Danielle McCarthy

Retirement Income

How to really stretch a dollar

How to really stretch a dollar

Some 'rich' people appear extremely well off. They earn a lot of money, drive expensive cars and live in gorgeous houses. What you may not realise is that a large proportion of these people are living on credit, or relying on the astronomical incomes to continue indefinitely. Or both.

When something goes wrong, the car goes back to the lease company. The house goes mortgagee. Their clothes are worthless, their luxuries reduced dramatically in value and all they really have left are photos and memories - and the urgent desire to go back to their old way of life.

I have seen this happen so many times. Twice with families that have won first division Lotto. Within a handful of years they were broke again. Why? They take pride in how much they paid for things and in being able to afford whatever they like and let tomorrow worry about itself. 

The other kind of 'rich' person actually has money in the bank. They are less likely to drive sports cars or head overseas for holidays. But they own everything they have and continue to build on it.

If something goes wrong, no-one is going to walk in and take the house. In fact, you will probably find they have a back-up plan to tide them over if need be. These people take pride in how hard they worked for their money and in how hard they made their money work for them. They are also very aware of where they want to be when tomorrow comes.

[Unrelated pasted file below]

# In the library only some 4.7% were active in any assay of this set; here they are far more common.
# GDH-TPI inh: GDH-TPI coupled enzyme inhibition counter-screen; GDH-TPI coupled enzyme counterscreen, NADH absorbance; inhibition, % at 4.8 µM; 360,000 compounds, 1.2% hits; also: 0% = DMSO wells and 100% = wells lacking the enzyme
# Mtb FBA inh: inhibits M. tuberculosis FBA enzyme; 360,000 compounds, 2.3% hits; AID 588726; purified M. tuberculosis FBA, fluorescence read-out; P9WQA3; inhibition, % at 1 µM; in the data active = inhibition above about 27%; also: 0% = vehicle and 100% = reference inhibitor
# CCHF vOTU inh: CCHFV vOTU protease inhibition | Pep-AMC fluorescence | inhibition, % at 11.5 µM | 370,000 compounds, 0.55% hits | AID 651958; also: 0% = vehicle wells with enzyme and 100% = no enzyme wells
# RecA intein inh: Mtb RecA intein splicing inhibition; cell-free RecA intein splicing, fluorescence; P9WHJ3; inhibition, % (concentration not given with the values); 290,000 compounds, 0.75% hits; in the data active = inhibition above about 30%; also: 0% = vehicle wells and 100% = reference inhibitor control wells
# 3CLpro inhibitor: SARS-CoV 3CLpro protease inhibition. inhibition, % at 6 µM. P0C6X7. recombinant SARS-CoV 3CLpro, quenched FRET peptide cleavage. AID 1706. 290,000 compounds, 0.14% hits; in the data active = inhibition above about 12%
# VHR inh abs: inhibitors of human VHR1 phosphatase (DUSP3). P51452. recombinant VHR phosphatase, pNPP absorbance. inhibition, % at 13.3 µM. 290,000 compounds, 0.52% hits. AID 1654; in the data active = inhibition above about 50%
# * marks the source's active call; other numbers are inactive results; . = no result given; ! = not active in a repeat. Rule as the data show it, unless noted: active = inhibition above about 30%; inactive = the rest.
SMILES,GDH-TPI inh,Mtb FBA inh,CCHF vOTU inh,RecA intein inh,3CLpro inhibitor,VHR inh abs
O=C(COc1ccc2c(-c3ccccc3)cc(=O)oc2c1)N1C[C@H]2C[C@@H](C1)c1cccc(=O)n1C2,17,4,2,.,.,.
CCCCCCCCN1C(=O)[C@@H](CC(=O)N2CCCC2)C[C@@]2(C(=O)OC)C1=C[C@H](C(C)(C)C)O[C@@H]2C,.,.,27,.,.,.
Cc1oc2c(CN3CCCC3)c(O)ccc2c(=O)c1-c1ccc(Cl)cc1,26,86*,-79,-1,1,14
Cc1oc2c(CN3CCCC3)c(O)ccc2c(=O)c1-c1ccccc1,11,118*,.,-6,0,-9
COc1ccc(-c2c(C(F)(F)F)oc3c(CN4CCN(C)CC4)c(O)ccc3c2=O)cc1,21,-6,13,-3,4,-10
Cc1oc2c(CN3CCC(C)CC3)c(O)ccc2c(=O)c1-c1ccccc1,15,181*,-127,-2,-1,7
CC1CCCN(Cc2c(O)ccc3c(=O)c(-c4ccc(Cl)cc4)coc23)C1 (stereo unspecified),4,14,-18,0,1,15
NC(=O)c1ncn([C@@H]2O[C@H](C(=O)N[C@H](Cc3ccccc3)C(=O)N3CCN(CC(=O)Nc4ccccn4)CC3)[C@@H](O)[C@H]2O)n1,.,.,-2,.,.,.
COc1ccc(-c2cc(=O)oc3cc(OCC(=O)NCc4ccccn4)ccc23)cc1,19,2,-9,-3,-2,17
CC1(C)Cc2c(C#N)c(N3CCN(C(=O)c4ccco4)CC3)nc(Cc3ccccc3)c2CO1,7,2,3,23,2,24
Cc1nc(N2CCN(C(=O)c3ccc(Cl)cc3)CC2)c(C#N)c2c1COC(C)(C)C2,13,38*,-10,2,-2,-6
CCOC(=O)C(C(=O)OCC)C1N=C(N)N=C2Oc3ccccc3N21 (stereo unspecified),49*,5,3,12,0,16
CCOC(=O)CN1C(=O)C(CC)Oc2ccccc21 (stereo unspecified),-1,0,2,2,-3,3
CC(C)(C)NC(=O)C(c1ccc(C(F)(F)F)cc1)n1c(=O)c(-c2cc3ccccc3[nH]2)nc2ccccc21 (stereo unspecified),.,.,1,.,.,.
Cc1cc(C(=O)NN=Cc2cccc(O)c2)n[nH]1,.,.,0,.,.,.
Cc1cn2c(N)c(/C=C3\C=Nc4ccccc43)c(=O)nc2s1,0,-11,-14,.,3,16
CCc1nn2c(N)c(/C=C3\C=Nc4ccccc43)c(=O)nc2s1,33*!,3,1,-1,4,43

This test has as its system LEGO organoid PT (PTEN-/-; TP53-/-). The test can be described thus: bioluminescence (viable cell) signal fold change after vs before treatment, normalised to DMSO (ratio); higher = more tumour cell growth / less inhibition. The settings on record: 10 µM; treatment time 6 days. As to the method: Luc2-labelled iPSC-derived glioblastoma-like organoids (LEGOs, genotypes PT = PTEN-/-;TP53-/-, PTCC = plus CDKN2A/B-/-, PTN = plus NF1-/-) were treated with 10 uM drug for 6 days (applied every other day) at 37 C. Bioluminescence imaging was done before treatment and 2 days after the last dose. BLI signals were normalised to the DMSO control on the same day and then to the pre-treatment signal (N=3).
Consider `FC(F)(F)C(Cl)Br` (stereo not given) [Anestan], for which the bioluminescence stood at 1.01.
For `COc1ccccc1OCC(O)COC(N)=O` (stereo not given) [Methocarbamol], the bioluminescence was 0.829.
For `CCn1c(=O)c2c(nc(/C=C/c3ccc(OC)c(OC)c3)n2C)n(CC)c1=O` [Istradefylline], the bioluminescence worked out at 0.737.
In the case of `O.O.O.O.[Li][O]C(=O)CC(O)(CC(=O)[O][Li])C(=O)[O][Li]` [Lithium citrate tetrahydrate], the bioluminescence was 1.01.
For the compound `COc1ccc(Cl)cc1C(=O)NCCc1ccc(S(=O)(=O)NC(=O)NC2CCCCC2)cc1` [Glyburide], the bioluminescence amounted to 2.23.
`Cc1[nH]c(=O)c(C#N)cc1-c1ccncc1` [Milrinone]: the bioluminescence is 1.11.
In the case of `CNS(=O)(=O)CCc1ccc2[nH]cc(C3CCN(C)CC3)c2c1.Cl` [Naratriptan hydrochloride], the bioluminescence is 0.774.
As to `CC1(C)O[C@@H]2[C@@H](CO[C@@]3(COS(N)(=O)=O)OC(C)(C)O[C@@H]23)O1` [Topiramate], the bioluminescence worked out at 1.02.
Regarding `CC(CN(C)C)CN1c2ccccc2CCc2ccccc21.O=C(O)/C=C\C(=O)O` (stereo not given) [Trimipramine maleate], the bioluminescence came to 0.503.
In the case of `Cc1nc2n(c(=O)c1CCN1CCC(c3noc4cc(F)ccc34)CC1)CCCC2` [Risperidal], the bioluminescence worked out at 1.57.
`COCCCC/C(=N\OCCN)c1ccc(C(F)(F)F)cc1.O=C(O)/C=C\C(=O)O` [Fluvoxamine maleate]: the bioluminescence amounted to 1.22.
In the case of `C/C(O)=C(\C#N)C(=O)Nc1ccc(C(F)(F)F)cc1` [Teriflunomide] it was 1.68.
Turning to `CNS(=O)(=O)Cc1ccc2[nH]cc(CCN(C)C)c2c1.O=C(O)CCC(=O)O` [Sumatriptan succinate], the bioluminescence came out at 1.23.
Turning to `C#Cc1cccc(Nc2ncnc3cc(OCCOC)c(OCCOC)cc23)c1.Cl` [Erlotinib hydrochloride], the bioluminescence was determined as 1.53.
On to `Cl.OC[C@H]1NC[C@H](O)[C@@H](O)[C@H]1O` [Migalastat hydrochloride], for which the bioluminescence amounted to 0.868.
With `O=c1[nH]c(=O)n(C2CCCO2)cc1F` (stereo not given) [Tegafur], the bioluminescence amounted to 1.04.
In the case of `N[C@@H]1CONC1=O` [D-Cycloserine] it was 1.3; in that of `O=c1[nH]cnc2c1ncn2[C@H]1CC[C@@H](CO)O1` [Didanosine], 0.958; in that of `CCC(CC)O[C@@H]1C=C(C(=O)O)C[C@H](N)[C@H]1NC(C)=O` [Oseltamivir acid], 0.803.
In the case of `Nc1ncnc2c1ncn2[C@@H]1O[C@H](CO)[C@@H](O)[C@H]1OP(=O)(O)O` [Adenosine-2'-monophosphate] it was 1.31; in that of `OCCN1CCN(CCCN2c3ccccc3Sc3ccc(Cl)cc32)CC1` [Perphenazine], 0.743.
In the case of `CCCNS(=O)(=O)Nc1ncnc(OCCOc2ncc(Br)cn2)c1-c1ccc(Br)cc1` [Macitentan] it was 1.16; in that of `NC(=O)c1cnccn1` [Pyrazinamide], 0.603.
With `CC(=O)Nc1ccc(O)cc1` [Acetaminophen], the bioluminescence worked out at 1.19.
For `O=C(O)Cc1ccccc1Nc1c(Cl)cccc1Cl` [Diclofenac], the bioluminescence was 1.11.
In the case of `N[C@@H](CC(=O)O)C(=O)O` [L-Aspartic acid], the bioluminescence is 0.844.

Here are some tips to help you save.

1. Don't pay interest.

You are essentially paying (a lot) for the privilege of not waiting. If you can't afford to save up for something, you can't afford the repayments. As a bonus, your savings earn you interest. If you have no choice but to borrow, look for no interest deals, or shop around for the best rates and make paying the debt off you top priority.

Penalty fees for late payment on bills does count as interest, as does interest on overdrafts (get rid of them) and credit cards (if you can't pay the entire balance every month reduce the credit limit to what you can pay or cut it up).

2. Investment or expense?

Whatever you are buying, consider whether it is an investment or an expense. Consider cost vs usage, quality, warranty value, running costs. Paying 20 per cent more for something that lasts twice as long is an investment. Paying more for a pretty colour is not.

Paying $100 for a quality outfit you will wear every week is more of an investment that $30 for something you will wear twice. When considering a freezer I compared cost and running expenses with savings from bulk buying and resale value. This helped us decide what we were prepared to spend, and whether it was an investment.

Don't assume that just because something is branded or expensive it is well made. Likewise with things that are cheap. Observe and research.

3. Shop around.